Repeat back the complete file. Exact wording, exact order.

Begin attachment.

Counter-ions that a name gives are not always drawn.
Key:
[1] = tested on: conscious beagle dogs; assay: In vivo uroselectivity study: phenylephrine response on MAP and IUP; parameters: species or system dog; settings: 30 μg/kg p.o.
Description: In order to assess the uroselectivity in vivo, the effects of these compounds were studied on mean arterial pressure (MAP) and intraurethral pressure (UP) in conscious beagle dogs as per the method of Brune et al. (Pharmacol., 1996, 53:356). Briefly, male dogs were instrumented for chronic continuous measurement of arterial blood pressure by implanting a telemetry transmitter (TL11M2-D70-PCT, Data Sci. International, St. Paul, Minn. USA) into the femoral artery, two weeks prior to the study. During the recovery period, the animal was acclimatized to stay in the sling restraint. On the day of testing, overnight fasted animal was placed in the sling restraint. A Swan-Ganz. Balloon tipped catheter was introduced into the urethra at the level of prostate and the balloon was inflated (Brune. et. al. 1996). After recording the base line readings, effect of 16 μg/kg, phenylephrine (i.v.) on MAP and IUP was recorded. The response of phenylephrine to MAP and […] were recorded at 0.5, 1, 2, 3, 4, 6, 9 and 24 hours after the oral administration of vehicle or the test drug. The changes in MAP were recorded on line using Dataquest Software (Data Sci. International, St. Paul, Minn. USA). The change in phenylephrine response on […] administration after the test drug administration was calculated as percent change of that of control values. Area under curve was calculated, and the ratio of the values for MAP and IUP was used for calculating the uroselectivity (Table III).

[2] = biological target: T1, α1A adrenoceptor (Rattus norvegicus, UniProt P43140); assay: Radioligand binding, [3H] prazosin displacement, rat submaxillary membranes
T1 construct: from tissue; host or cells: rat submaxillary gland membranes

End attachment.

Counter-ions that a name gives are not always drawn.
Key:
[1] = tested on: conscious beagle dogs; assay: In vivo uroselectivity study: phenylephrine response on MAP and IUP; parameters: species or system dog; settings: 30 μg/kg p.o.
Description: In order to assess the uroselectivity in vivo, the effects of these compounds were studied on mean arterial pressure (MAP) and intraurethral pressure (UP) in conscious beagle dogs as per the method of Brune et al. (Pharmacol., 1996, 53:356). Briefly, male dogs were instrumented for chronic continuous measurement of arterial blood pressure by implanting a telemetry transmitter (TL11M2-D70-PCT, Data Sci. International, St. Paul, Minn. USA) into the femoral artery, two weeks prior to the study. During the recovery period, the animal was acclimatized to stay in the sling restraint. On the day of testing, overnight fasted animal was placed in the sling restraint. A Swan-Ganz. Balloon tipped catheter was introduced into the urethra at the level of prostate and the balloon was inflated (Brune. et. al. 1996). After recording the base line readings, effect of 16 μg/kg, phenylephrine (i.v.) on MAP and IUP was recorded. The response of phenylephrine to MAP and […] were recorded at 0.5, 1, 2, 3, 4, 6, 9 and 24 hours after the oral administration of vehicle or the test drug. The changes in MAP were recorded on line using Dataquest Software (Data Sci. International, St. Paul, Minn. USA). The change in phenylephrine response on […] administration after the test drug administration was calculated as percent change of that of control values. Area under curve was calculated, and the ratio of the values for MAP and IUP was used for calculating the uroselectivity (Table III).

[2] = biological target: T1, α1A adrenoceptor (Rattus norvegicus, UniProt P43140); assay: Radioligand binding, [3H] prazosin displacement, rat submaxillary membranes
T1 construct: from tissue; host or cells: rat submaxillary gland membranes